The Intercept’s Glenn Greenwald has come out guns blazing on the anniversary of the Charlie Hebdo massacre, calling out the false crusaders that carry the freedom of speech flag. The impassioned argument comes at a time when France suffers an active oppression over their freedoms to speak on controversial world issues, where free speech is only available for some.
Just recently, people have been prosecuted for their political speeches simply because they were labeled anti-semantic. Greenwald’s argument that Paris ostensibly marched for their freedoms in support of Hebdo, may not be as far-fetched as some would argue. The “dubious records” of some who marched may have reflected the masses. Are those who march, genuinely dedicated to all matters pertaining the freedom of speech battle, or are they self-serving their own agenda? Greenwald questions the root of the problem.
The point of the argument is: those who voice ideas that others hate – do they not deserve the equality to express themselves freely? Comedian Dieudonné M’bala M’bala was arrested by the French government for being an ‘apologist for terrorism,’ after a Facebook comment. Months later he was convicted again in a Belgian court and sentenced 2 months imprisonment “for racist and anti-Semitic comments made during a show in Belgium.” Controversial as the comedian is, Greenwald argues that the fine line has been crossed into murky waters.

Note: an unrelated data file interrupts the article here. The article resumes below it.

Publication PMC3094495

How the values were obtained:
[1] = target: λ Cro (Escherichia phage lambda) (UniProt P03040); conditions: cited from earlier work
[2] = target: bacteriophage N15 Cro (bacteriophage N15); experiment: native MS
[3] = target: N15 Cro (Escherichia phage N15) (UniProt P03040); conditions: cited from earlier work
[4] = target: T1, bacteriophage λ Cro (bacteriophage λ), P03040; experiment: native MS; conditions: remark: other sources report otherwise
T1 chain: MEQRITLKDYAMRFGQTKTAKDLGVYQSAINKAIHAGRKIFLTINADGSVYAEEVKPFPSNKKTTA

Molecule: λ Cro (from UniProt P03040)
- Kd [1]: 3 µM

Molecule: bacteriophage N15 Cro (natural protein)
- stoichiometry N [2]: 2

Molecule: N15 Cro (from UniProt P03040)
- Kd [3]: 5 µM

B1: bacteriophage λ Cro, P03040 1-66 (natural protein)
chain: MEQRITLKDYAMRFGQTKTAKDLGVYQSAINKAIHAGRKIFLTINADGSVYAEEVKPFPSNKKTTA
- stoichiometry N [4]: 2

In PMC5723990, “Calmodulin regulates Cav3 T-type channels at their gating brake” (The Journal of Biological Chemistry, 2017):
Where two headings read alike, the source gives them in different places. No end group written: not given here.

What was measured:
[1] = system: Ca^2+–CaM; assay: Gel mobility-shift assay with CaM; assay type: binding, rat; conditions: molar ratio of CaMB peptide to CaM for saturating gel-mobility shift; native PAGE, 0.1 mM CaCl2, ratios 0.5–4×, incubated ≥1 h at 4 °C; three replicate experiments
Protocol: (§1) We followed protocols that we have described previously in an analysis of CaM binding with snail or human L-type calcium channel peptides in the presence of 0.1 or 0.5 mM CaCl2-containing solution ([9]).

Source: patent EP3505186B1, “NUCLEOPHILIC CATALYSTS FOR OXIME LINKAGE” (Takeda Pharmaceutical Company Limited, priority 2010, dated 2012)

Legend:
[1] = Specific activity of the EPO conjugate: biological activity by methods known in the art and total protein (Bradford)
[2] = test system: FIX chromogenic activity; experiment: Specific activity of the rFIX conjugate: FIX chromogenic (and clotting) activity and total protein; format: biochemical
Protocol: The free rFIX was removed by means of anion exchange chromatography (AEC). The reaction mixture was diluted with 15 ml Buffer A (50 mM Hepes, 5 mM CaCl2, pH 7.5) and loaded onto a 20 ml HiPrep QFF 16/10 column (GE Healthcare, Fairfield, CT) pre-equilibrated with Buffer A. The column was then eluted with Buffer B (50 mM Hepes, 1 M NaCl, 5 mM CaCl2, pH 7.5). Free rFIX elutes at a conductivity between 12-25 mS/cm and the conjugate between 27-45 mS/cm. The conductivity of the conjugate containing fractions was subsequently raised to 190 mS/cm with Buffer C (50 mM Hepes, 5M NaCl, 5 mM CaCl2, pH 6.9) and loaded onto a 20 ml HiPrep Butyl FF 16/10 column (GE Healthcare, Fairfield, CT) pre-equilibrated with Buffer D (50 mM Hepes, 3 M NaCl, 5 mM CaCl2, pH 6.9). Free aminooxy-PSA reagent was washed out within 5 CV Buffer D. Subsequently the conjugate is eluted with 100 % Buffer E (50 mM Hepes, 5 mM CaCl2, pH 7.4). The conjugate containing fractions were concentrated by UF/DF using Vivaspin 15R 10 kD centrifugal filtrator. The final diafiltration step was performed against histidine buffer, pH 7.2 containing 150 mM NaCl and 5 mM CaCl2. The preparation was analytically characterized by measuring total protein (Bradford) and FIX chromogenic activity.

Comedian Dieudonné M’bala M’bala upholds that he is not anti-Semitic
“There were no #JeSuisDieudonné hashtags trending, and it’s almost impossible to find the loudest post-Hebdo Free Speech crusaders denouncing the French and Belgian governments for this attack on free expression,” Greenwald writes. He goes on to point out other cases, namely a more recent French High Court decision to uphold criminal convictions of activists who “advocate boycotts and sanctions against Israel to assist an end to their occupation of Palestine.
These advocated were criminally convicted for expressing this belief by wearing shirts with the words ‘Long live Palestine, boycott Israel’ in a supermarket while handing out fliers of similar sentiment. Deemed “anti-semitic” by the courts, Greenwald is left wondering where all the Hebdo free speech advocates were.
“I’ve never seen [free speech] so blatantly exploited for other ends by people who plainly don’t believe in it as was true of the Hebdo killings. It was as transparent as it was dishonest,’ Greenwald states. “Their actual agenda was illustrated by how they invented a brand new free speech standard specially for that occasion: In order to defend free speech, one must not merely defend the right to express an idea, they decreed, but must embrace the idea itself.”
Free speech, Greenwald concludes, has become the “cynical weapon [of those serving their own interests], not their actual belief.”
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